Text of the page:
So while I get where you're coming from, I think the Giants' biggest concerns lie beneath the starting lineup and in their foundation, which still isn't all the way back to where it needs to be. The problems here are long-term ones that are still being worked on.

Odell Beckham Jr. Al Bello/Getty Images Odell Beckham Jr. caught 96 passes for 1,450 yards and 13 touchdowns in 2015. Could he be even better in 2016?

EAST RUTHERFORD, N.J. -- When you put up the kinds of numbers Odell Beckham Jr. has during his first two seasons, you can make people forget a lot of things. Like, how you missed huge chunks of offseason prep time for both of those seasons due to hamstring injuries.

Beckham was injured around this time each of the past two years. Hamstring injuries in 2014 cost him much of the New York Giants' offseason program, all of training camp and the first four games of his rookie season. Yet, he still managed to catch catch 91 passes for 1,305 yards and 12 touchdowns to win Offensive Rookie of the Year.

Last year, a hamstring injury in organized team activities cost Beckham the entire June minicamp. But he was fine in training camp and ended up catching 96 passes for 1,450 yards and 13 touchdowns to make the Pro Bowl again.

This year? Well, knock on wood or throw salt over your shoulder if that's your thing, but as of now, Beckham is healthy and working with the team in OTA drills. And as great as he has been with limited offseason practice time his first two seasons, imagine what could happen if he has a full offseason of practice.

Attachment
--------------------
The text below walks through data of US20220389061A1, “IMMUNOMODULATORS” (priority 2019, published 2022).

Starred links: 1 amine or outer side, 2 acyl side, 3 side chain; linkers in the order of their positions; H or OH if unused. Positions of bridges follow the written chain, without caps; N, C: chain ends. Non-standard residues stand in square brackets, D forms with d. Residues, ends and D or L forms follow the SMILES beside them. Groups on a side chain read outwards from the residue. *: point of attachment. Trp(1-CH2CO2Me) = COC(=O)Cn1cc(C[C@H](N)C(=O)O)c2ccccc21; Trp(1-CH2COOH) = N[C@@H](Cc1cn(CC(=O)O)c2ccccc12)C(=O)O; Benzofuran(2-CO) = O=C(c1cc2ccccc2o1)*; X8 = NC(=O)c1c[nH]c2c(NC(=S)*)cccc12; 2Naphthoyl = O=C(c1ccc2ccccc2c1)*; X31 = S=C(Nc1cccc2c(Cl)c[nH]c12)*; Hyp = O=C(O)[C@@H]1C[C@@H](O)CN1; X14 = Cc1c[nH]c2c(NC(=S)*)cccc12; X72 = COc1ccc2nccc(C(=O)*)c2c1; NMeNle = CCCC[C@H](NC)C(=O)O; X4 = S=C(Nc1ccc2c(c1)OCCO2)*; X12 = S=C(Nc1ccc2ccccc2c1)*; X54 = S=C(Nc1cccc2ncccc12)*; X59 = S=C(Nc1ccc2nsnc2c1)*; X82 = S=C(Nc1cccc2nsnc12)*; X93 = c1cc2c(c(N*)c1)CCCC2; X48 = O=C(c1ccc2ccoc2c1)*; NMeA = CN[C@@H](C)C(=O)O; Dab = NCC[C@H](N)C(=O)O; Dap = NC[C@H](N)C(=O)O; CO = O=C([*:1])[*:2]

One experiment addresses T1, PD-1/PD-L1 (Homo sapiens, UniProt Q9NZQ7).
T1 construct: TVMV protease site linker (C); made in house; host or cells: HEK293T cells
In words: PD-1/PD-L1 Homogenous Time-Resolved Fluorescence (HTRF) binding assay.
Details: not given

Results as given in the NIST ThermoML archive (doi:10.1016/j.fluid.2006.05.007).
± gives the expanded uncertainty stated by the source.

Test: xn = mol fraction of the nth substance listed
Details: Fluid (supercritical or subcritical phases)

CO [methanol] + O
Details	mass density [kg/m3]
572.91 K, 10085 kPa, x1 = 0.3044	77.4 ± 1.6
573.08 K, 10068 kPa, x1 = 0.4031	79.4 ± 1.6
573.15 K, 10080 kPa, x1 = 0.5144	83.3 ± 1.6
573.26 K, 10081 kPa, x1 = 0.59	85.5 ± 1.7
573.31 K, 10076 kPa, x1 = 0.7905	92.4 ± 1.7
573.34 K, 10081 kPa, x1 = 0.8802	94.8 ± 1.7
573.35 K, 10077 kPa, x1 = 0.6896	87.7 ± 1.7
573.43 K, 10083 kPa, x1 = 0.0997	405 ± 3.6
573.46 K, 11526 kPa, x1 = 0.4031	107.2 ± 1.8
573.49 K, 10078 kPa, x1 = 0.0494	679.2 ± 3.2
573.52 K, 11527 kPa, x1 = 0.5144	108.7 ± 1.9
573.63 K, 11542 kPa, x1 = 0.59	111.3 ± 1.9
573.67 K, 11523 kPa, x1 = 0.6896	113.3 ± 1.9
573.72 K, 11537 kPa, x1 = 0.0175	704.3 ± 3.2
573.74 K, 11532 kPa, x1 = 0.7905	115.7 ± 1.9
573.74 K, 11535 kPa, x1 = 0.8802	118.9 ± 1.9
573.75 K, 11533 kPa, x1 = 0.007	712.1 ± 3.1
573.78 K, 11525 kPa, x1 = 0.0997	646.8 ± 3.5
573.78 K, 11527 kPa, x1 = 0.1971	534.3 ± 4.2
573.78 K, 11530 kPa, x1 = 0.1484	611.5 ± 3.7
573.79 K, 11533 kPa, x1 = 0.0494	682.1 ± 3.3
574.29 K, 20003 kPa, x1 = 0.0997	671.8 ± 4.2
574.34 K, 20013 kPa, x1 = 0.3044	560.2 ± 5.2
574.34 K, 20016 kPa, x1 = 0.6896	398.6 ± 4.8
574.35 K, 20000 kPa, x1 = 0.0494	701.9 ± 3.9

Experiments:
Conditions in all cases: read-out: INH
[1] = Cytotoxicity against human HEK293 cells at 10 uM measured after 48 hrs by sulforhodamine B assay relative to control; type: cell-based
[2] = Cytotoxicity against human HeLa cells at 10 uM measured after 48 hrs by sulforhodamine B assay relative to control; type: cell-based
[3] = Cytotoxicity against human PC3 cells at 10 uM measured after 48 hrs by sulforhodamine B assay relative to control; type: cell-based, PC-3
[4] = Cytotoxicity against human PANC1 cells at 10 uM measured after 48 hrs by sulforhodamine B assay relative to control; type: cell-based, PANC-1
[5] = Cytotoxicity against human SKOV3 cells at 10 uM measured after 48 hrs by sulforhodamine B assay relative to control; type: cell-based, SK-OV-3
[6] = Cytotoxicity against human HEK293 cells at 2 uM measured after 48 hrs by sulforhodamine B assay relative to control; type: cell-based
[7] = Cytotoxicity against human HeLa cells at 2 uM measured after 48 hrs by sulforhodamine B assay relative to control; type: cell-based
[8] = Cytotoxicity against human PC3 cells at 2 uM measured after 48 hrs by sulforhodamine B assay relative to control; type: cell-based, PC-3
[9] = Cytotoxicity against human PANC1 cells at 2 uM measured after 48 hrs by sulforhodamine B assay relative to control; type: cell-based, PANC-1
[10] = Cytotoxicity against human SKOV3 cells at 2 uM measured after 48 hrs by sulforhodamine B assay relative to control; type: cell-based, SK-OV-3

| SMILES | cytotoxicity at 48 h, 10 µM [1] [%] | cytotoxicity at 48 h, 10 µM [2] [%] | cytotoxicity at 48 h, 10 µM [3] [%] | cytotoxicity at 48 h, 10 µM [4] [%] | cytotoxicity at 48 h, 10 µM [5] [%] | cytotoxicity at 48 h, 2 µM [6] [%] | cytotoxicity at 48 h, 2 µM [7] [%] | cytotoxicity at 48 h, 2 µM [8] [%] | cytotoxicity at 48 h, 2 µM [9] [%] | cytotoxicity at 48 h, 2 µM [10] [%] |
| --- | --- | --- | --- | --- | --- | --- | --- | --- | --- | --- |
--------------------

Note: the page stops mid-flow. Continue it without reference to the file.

"It's just good to have him in that third season and healthy and going to all of the OTAs and being able to move him around in different spots," Giants quarterback Eli Manning said Monday. "You kind of have a controlled set of plays, just because you don't want to overload him and you want to make sure that what he does, he does it well, and then you can expand him in that and put him in different spots with matchups.

"I think now he can handle all of that. We put him in different routes and make sure he's doing them correctly. I think there's an understanding of the offense, how things are supposed to go and the timing of things, and I think that third year, he should start really picking up on that."

The notion that the Giants have been somehow limiting Beckham's role in their offense the first two years while he acclimated himself to the league is mind-boggling. In the 15 games Beckham played last year, he was the target of 27 percent of Manning's passes and the recipient of 26 percent of his completions. Only five players in the league had more targets per game than Beckham's 10.5.

But Giants coach Ben McAdoo, who was the team's offensive coordinator the past two years, wants to be able to move Beckham around the formation as much as possible. And Manning's comment indicates they've held back a bit on that the first two years and that they expect to expand the number of roles Beckham can play in the offense in Year 3. If that's the case, and if he stays healthy and it works, then it's entirely possible that Beckham's 2016 numbers could make his 2014 and 2015 numbers look pedestrian in comparison.

Fun to imagine, for sure.